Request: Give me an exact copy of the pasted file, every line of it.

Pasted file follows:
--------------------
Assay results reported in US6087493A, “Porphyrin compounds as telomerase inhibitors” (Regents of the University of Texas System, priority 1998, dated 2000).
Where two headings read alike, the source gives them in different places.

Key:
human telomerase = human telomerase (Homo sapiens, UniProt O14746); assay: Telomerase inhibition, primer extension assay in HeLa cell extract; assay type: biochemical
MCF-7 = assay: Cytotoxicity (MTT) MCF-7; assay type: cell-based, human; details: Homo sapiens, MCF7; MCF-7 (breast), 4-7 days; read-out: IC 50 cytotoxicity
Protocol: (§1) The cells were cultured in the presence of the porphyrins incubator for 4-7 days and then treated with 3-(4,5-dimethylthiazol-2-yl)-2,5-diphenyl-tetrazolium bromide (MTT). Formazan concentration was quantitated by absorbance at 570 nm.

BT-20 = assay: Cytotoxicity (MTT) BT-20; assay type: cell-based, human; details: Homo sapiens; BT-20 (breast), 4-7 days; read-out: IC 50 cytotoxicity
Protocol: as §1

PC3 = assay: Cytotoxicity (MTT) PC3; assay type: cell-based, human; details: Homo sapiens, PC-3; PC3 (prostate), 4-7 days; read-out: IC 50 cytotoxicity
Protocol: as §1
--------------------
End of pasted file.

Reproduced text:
Assay results reported in US6087493A, “Porphyrin compounds as telomerase inhibitors” (Regents of the University of Texas System, priority 1998, dated 2000).
Where two headings read alike, the source gives them in different places.

Key:
human telomerase = human telomerase (Homo sapiens, UniProt O14746); assay: Telomerase inhibition, primer extension assay in HeLa cell extract; assay type: biochemical
MCF-7 = assay: Cytotoxicity (MTT) MCF-7; assay type: cell-based, human; details: Homo sapiens, MCF7; MCF-7 (breast), 4-7 days; read-out: IC 50 cytotoxicity
Protocol: (§1) The cells were cultured in the presence of the porphyrins incubator for 4-7 days and then treated with 3-(4,5-dimethylthiazol-2-yl)-2,5-diphenyl-tetrazolium bromide (MTT). Formazan concentration was quantitated by absorbance at 570 nm.

BT-20 = assay: Cytotoxicity (MTT) BT-20; assay type: cell-based, human; details: Homo sapiens; BT-20 (breast), 4-7 days; read-out: IC 50 cytotoxicity
Protocol: as §1

PC3 = assay: Cytotoxicity (MTT) PC3; assay type: cell-based, human; details: Homo sapiens, PC-3; PC3 (prostate), 4-7 days; read-out: IC 50 cytotoxicity
Protocol: as §1